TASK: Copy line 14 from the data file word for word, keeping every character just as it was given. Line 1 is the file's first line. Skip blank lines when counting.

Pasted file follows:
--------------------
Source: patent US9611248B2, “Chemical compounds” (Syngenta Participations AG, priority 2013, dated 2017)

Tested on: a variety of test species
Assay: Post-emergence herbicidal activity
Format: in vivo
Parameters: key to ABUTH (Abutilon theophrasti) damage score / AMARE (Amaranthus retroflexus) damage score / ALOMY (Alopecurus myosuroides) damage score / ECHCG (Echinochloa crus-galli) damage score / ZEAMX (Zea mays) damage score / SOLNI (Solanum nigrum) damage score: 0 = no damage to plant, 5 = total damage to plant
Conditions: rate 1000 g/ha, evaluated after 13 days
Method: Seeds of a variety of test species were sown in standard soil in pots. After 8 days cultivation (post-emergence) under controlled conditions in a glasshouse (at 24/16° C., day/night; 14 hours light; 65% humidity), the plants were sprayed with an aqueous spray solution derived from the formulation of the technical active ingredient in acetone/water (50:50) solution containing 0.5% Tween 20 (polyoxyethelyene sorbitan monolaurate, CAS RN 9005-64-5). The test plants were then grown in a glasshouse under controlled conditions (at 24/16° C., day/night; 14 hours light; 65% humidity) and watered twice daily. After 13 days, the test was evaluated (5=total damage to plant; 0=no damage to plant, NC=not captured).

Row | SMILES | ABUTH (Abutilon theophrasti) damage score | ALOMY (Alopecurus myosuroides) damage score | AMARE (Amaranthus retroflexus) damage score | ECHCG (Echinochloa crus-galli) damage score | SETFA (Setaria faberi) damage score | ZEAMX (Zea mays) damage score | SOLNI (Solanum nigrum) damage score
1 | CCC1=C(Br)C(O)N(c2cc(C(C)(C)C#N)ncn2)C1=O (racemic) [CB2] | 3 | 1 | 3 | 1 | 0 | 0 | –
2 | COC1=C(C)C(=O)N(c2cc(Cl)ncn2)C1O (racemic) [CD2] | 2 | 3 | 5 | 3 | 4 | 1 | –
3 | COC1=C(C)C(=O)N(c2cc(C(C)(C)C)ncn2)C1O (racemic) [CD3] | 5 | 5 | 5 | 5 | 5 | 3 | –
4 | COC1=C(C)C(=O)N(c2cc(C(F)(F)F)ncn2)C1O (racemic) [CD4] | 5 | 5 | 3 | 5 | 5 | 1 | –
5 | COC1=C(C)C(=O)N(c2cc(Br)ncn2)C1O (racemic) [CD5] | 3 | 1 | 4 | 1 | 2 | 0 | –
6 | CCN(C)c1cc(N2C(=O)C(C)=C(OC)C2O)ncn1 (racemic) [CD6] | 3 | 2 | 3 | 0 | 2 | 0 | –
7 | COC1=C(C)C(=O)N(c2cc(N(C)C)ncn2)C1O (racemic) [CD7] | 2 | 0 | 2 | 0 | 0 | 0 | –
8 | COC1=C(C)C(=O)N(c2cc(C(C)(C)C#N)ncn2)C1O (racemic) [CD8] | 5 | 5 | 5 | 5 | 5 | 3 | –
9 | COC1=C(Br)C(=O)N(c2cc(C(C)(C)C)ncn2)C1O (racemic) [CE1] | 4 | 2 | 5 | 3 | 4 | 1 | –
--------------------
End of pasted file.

6 | CCN(C)c1cc(N2C(=O)C(C)=C(OC)C2O)ncn1 (racemic) [CD6] | 3 | 2 | 3 | 0 | 2 | 0 | –